MIT professor David Birch examined 6,400 independent firms that were acquired by conglomerates, comparing their growth rates before and after acquisition with those of 1.3 million independent firms that were not acquired. He found that conglomerates tend to acquire the faster growing independents, whose growth rates subsequently slow compared to firms that remain independent. In 1982, Fortune looked back at the ten biggest conglomerate mergers of 1971 by companies on its list of 500 largest industrial firms to see how they fared during the intervening decade. Its study, said the magazine, "strongly supports the notion that investing in unfamiliar businesses is unduly perilous-just as the critics maintain. Most of the acquirers evidently were lured into buying unstable companies, or into committing foolish mistakes that harmed stable ones."

A 1982 study of 206 corporations by Hay Associates in conjunction with the Wharton School similarly questions the value of diversification by acquisition. "after corporations take the first step in diversifying their products, the maximum level of performance attained decreases with every further move forward in diversification." T.F. Hogary, writing in St. John's Law Review, asked rhetorically, "What can fifty years of research tell us about the profitability of mergers?" and answered, "Undoubtedly the most significant result of this research has been that no one who has undertaken a major empirical study of mergers has concluded that mergers are profitable, i.e., profitable in the sense of being `more profitable' than alternative forms of investment." University of Maryland professor Dennis C. Mueller joined fourteen economists at the International Institute of Management in Berlin, West Germany, studying 765 mergers that occurred between 1962 and 1972 in Europe and the United States. The mergers generally didn't increase profits or sales, says Mueller, and in the United States "we saw a significant decline in growth rates of companies that had merged."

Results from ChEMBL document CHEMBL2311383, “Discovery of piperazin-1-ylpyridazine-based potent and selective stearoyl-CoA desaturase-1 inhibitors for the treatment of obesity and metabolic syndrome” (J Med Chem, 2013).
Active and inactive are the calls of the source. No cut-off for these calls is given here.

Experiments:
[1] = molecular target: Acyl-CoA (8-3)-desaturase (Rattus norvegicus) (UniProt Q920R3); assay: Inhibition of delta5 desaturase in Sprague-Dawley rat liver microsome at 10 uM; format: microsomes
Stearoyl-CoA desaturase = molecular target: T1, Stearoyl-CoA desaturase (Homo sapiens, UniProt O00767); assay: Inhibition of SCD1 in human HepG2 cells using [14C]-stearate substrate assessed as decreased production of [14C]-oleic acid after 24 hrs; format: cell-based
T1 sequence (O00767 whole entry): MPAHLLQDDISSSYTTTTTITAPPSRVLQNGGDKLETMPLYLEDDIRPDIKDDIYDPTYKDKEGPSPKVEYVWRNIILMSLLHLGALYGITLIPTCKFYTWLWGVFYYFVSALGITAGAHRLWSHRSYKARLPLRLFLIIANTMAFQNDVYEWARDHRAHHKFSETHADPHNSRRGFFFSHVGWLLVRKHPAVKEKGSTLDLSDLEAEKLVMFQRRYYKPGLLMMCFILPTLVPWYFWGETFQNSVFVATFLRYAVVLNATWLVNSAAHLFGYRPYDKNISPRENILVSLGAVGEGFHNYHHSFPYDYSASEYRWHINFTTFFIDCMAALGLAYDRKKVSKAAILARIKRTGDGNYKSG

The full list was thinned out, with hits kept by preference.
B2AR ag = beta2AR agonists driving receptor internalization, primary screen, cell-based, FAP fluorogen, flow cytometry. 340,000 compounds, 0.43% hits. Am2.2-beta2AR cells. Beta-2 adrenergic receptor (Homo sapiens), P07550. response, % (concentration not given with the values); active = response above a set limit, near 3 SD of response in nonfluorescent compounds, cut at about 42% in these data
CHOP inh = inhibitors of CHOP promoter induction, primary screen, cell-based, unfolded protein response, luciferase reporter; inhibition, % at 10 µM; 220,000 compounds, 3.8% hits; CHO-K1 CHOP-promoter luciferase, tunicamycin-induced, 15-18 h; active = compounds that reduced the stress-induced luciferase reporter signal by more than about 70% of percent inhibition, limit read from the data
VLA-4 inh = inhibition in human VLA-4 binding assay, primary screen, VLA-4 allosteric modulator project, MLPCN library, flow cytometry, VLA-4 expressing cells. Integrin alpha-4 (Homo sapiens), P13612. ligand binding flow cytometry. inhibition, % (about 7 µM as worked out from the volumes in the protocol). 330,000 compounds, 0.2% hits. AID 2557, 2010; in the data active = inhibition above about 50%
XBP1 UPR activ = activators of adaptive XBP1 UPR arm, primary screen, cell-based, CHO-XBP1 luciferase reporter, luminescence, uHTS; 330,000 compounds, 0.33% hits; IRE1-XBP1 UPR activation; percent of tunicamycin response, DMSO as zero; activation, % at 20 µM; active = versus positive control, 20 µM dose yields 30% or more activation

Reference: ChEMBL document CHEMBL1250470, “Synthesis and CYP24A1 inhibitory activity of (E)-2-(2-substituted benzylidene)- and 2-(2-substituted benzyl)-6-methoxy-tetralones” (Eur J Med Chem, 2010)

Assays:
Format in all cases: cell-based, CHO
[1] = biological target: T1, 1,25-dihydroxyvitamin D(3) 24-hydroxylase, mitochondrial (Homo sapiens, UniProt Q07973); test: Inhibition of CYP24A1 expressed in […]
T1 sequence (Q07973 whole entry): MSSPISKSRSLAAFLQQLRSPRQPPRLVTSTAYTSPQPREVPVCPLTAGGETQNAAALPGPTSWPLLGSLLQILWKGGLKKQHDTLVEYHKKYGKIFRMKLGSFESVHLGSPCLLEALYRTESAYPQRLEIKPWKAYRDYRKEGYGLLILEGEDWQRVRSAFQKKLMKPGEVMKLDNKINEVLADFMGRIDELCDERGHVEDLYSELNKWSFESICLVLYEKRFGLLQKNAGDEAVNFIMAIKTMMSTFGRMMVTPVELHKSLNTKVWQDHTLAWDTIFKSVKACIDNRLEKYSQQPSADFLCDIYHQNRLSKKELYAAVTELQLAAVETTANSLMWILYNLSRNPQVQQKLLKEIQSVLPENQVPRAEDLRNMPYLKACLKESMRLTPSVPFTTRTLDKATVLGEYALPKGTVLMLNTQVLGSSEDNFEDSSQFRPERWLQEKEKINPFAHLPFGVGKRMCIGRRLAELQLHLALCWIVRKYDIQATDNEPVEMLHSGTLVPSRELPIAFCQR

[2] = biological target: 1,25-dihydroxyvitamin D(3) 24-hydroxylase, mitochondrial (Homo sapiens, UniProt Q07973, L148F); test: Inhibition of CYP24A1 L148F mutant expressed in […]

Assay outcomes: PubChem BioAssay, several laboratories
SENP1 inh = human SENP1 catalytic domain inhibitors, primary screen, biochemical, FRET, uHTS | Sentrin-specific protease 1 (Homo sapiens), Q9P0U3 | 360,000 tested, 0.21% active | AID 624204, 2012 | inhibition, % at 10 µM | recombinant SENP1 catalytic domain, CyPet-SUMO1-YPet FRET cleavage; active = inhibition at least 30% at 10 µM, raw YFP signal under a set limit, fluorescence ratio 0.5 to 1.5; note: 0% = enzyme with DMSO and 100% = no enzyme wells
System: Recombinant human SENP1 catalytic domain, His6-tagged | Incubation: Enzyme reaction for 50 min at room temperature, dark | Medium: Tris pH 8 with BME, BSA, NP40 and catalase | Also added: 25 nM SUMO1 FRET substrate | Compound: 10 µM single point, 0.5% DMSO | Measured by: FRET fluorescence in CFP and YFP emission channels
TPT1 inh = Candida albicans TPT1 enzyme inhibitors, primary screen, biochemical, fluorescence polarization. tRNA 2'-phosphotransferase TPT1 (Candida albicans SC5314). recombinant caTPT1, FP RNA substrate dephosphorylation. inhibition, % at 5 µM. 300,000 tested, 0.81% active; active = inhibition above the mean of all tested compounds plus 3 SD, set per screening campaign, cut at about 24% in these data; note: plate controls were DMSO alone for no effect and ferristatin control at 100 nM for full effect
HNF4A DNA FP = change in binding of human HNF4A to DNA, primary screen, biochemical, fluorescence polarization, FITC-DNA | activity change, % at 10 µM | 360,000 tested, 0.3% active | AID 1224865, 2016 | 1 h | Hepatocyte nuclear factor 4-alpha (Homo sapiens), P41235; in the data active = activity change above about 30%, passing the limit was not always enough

All these studies make clear that, contrary to claims of efficiency, billions of dollars have been spent joining companies whose managements had no clear vision of what would happen after the acquisition. Instead of efficiency, such seat-of-the-pants mergers squander resources, lives, time, and capital.

Mark Green is the director of the Democracy Project and John F. Berry is a former Washington Post reporter. This article is excerpted from their book, The Challenge of Hidden Profits: Reducing Corporate Bureacracy and Waste, published by William Morrow and Company, Inc.